Check out the available data about your students. See if your university provides you with class-specific and/or program-specific information. For example, my own university provides instructors with a Know Your Class infographic that provides some basic demographics. Universities will differ in the information available to instructors; be sure to become aware of what is available to you.
Educate yourself on neurodiversity and learning. In her Inside Higher Ed article on teaching neurodiverse students, Kathryn Welby writes, “As the higher education landscape continues to change and diversify — offering opportunities for all students to attend, participate and thrive — we should continue to strive to be more inclusive and accessible for students of diverse abilities. Minor adjustments to our practice can ensure we are providing the tools to promote success and equity for everyone.” Among her recommendations are creating a one-page supplementary guide to your syllabus, providing a clear agenda for classes, and including an end-of-class reflection.
Adopt explicit instruction approaches. I have written before about the value of explicit instruction. This includes stating directly how class content and assignments link to the course learning outcomes and providing transparency in how assignments are assessed. If you have skill development among your course learning outcomes (something I am in favour of!), provide instruction on the skill and opportunities to practice it.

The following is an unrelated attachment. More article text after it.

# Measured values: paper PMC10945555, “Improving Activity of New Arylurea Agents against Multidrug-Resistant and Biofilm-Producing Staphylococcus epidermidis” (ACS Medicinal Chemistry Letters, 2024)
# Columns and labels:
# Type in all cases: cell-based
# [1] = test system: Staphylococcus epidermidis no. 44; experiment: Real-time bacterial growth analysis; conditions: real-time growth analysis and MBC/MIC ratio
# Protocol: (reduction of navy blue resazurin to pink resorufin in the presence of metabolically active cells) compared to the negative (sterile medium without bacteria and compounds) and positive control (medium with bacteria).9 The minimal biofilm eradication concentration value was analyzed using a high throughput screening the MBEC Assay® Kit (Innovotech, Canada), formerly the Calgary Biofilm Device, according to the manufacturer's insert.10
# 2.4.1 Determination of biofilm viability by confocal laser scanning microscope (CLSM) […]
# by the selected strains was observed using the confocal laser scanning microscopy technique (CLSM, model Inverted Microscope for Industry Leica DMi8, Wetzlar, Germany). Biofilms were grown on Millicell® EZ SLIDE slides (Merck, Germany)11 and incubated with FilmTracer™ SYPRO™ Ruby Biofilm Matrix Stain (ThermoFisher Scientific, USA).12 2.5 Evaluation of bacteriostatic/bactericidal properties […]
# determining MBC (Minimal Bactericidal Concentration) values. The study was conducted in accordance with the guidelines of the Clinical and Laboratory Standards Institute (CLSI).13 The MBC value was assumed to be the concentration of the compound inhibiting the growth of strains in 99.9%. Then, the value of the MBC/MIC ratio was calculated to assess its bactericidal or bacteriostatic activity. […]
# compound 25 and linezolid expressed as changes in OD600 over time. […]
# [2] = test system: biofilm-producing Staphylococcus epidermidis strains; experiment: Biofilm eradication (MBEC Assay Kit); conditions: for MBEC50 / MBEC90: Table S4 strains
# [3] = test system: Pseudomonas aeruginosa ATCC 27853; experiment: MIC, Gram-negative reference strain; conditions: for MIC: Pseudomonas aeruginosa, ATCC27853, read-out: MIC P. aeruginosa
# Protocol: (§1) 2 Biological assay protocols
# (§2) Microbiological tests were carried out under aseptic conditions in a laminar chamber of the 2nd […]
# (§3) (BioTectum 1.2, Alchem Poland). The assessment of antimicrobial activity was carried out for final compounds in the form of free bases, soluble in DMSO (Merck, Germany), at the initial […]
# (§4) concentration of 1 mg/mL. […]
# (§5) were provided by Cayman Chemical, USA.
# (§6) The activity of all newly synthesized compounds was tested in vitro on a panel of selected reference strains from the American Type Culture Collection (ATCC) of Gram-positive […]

Assess the representativeness of your learning materials. Schucan Bird and Lesley Pitman write, “Students view the reading list as an important instrument for learning, providing them with the ‘key’ or ‘main’ texts in the subject area. … Yet, existing research highlights that published or highly cited works do not necessarily reflect the discipline as a whole … and curricula can present a distorted view of a field with a more pronounced tendency to list particular publications, for example, by male, white scholars.” Consider how your course materials – including readings, videos, podcasts, and guest speakers – include (or do not include) diverse voices. You can assess the gender balance of your reading lists with Jane Lawrence Sumner’s Gender Balance Assessment Tool (GBAT). As you assess your materials, be sure to consider if there are voices you might include that connect with your students’ backgrounds.
Show empathy and compassion – to your students and to yourself. This year’s students have been through a lot over the past few years. And so have you. Err on the side of compassion.
Continuing the #SkillsAgenda conversation
Is your program or university doing innovative things regarding student skills training and professional development? If so, I would love to hear about it. I also welcome opportunities to speak with universities about skills training. Please connect with me at firstname.lastname@example.org, subject line “The Skills Agenda.”
I look forward to hearing from you. Until next time, stay well, my colleagues.